Adam Miller on why his difficult year inspired his new album, Unify

Influenced by the LA jazz scene and the local musicians in his native New South Wales, Miller enlisted trusted session players Joel Gottschalk and Justin Glasco to realise his vision

The latest album from exquisite guitar player Adam Miller, Unify is the result of a difficult year that combined the relentlessness of touring and moving countries alongside the peaks and troughs of dreams being both broken and made.

“I’ve really come to think of myself as much as a songwriter as a guitarist,” Miller admits, despite primarily being a musician that works in instrumental music, and it’s easy to hear why. ‘Leaving’ details Miller’s ability to move between a wonderful soloist to controlling his emotion and allowing the chord work to speak for itself, whilst ‘Hustle’ and ‘The Good List’ move between soulful pop and simplistic, rousing rock.

An endorsee of Nik Huber guitars, he primarily uses his Rietbergen Adam Miller Signature throughout, which he says is “closer in tone and feel to a Telecaster than the 335 it is visually reminiscent of.” Recorded in Los Angeles alongside esteemed musicians Joel Gottschalk on bass and Justin Glasco on drums, Unify also features a thinline T-Style that he handbuilt himself which includes his all-time favourite pickup, the Seymour Duncan SM1 mini humbucker. Elsewhere you’ll hear a Ryan Thorell oval hole archtop and a variety of boutique pedals such as the Chase Bliss Mood and Vemuram JanRay, amongst others.

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Below, he details his five favourite guitar parts on the long player.

Shipping

“I think my favourite track on the album is Shipping. It was originally inspired by a guitar getting damaged whilst travelling. I had a simple finger picked chordal pattern and had Joel Gottschalk play the melody on bass. After recording the basic trio, I added all these other guitar parts that were played through the Chase Bliss Mood pedal. It’s a really unique delay and looper pedal and a bit unpredictable, which makes it really fun. It helped create this really beautiful landscape for the song to sit into.”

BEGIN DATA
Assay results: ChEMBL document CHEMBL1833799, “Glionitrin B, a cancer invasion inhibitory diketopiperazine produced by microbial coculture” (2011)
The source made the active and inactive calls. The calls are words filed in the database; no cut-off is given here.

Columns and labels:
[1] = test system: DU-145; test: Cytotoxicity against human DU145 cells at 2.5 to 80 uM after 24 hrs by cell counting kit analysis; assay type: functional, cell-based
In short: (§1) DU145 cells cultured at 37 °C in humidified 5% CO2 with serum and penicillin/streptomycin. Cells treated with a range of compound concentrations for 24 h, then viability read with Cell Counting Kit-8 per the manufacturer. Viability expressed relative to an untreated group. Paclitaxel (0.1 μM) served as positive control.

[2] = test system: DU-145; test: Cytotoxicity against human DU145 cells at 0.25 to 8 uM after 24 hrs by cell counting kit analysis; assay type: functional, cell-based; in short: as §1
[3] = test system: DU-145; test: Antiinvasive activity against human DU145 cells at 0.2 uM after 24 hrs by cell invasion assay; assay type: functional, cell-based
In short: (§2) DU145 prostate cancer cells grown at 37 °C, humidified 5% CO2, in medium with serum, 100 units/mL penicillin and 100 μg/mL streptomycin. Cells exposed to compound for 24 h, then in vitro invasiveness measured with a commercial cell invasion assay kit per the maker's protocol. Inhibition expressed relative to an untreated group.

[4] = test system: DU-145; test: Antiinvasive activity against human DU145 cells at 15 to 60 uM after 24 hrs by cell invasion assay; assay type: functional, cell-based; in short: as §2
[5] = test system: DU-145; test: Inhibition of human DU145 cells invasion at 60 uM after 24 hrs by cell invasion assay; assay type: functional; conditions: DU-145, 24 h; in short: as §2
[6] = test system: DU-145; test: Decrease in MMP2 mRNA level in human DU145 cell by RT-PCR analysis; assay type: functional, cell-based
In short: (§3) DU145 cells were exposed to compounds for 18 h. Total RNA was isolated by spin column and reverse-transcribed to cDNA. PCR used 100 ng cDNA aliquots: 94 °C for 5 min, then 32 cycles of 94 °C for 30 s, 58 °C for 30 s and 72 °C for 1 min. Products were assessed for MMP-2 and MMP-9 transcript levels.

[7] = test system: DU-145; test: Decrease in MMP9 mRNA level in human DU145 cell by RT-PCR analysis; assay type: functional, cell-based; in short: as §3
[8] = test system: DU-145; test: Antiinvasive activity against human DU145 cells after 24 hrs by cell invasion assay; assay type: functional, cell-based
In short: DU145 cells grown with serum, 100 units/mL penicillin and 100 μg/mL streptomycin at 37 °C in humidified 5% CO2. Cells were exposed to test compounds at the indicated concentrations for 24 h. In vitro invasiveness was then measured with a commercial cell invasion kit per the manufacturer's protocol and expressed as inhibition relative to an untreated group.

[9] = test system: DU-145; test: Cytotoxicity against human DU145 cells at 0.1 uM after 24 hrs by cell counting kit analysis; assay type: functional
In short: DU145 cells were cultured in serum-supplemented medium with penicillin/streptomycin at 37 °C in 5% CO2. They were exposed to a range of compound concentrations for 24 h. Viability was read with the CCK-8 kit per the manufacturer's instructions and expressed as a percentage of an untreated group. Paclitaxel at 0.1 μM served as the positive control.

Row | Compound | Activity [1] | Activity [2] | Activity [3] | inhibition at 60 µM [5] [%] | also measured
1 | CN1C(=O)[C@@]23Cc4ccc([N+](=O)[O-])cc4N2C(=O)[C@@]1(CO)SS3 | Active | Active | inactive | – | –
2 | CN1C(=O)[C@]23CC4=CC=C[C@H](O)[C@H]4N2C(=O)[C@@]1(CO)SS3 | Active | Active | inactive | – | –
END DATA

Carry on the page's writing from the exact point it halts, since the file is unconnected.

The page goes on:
Leaving

“The song Leaving is a real exercise in control and voicing. I start this song solo, as I had been playing it this way for over a year. It then develops into what I would say an emotional improvisation where I try hard to balance the solo with accentuated chords in order to lift the energy. It has a slight tremolo from a Strymon Flint and really showcases the giant, almost acoustic tone of my Nik Huber signature guitar.”

Hustle

“Hustle is probably the most pop rock song on the album, and I was very much channelling my Ariel Posen and John Mayer influence. I like the way it twists from the A to B section of the song. The solo was so much fun to play and I can’t wait till I get to play it live! My thinline Tele really delivered on this track.”

Adam Miller

Overuse

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“Overuse was written about a show I where I was booked to play guitar for a singer that ended up being three hours longer than quoted. My left hand basically shut down towards the end, and I was worried I’d have huge problems playing in the future. The next morning, I picked up the guitar and wrote this tune, equally influenced by the grooves and tones of John Scofield and the riff rock of Rage Against The Machine. It ended up being the only track on the album where I switched to bridge pickup of my sig Nik Huber Guitar.”

The Good List

“The Good List is an actual real list I began in my phone. It was during a time where I felt like nothing was working for me. I’d write everything good that’d happen to me out, ranging from meeting a hero, getting a certain interview, trying a dream guitar, getting a car rental upgrade, to the incredible generosity of friends. The song is two chords the whole way through, which is difficult to differentiate different sections without lyrics. There’s lots of crazy sounds coming from the Chase Bliss Mood on multiple guitar tracks. There’s even a bit of the classic Rolling Stones chord voicings in the solo!”

Unify is out now.

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